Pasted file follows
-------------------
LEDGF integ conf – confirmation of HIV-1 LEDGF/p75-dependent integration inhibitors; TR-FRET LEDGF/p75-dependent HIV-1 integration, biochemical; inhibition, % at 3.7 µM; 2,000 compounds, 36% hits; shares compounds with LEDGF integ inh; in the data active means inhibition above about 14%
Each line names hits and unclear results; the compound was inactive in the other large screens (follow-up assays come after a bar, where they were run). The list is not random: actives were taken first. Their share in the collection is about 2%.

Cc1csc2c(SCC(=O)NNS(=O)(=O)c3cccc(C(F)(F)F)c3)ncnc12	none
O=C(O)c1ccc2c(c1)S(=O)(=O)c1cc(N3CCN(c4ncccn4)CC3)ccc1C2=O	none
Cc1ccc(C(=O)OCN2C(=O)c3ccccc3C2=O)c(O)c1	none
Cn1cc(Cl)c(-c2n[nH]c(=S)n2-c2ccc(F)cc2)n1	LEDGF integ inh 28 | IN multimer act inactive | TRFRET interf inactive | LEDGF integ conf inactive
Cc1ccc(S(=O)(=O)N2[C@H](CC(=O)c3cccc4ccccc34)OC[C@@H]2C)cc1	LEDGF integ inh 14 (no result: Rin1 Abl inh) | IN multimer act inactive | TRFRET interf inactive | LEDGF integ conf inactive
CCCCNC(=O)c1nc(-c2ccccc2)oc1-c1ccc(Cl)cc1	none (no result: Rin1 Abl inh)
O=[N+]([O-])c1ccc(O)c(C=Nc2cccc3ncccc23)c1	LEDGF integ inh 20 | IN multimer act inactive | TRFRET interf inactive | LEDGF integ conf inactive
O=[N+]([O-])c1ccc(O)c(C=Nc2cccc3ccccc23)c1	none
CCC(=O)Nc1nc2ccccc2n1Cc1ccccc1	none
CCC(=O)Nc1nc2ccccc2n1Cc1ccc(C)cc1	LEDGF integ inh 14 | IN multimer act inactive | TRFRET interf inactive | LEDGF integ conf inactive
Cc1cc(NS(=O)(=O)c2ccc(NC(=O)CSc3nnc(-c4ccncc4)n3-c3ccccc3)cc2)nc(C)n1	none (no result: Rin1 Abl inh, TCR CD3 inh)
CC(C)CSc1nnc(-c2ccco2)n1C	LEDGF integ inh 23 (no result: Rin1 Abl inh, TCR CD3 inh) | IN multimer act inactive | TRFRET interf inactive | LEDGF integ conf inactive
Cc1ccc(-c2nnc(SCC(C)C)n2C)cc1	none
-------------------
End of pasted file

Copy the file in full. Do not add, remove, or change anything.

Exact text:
LEDGF integ conf – confirmation of HIV-1 LEDGF/p75-dependent integration inhibitors; TR-FRET LEDGF/p75-dependent HIV-1 integration, biochemical; inhibition, % at 3.7 µM; 2,000 compounds, 36% hits; shares compounds with LEDGF integ inh; in the data active means inhibition above about 14%
Each line names hits and unclear results; the compound was inactive in the other large screens (follow-up assays come after a bar, where they were run). The list is not random: actives were taken first. Their share in the collection is about 2%.

Cc1csc2c(SCC(=O)NNS(=O)(=O)c3cccc(C(F)(F)F)c3)ncnc12	none
O=C(O)c1ccc2c(c1)S(=O)(=O)c1cc(N3CCN(c4ncccn4)CC3)ccc1C2=O	none
Cc1ccc(C(=O)OCN2C(=O)c3ccccc3C2=O)c(O)c1	none
Cn1cc(Cl)c(-c2n[nH]c(=S)n2-c2ccc(F)cc2)n1	LEDGF integ inh 28 | IN multimer act inactive | TRFRET interf inactive | LEDGF integ conf inactive
Cc1ccc(S(=O)(=O)N2[C@H](CC(=O)c3cccc4ccccc34)OC[C@@H]2C)cc1	LEDGF integ inh 14 (no result: Rin1 Abl inh) | IN multimer act inactive | TRFRET interf inactive | LEDGF integ conf inactive
CCCCNC(=O)c1nc(-c2ccccc2)oc1-c1ccc(Cl)cc1	none (no result: Rin1 Abl inh)
O=[N+]([O-])c1ccc(O)c(C=Nc2cccc3ncccc23)c1	LEDGF integ inh 20 | IN multimer act inactive | TRFRET interf inactive | LEDGF integ conf inactive
O=[N+]([O-])c1ccc(O)c(C=Nc2cccc3ccccc23)c1	none
CCC(=O)Nc1nc2ccccc2n1Cc1ccccc1	none
CCC(=O)Nc1nc2ccccc2n1Cc1ccc(C)cc1	LEDGF integ inh 14 | IN multimer act inactive | TRFRET interf inactive | LEDGF integ conf inactive
Cc1cc(NS(=O)(=O)c2ccc(NC(=O)CSc3nnc(-c4ccncc4)n3-c3ccccc3)cc2)nc(C)n1	none (no result: Rin1 Abl inh, TCR CD3 inh)
CC(C)CSc1nnc(-c2ccco2)n1C	LEDGF integ inh 23 (no result: Rin1 Abl inh, TCR CD3 inh) | IN multimer act inactive | TRFRET interf inactive | LEDGF integ conf inactive
Cc1ccc(-c2nnc(SCC(C)C)n2C)cc1	none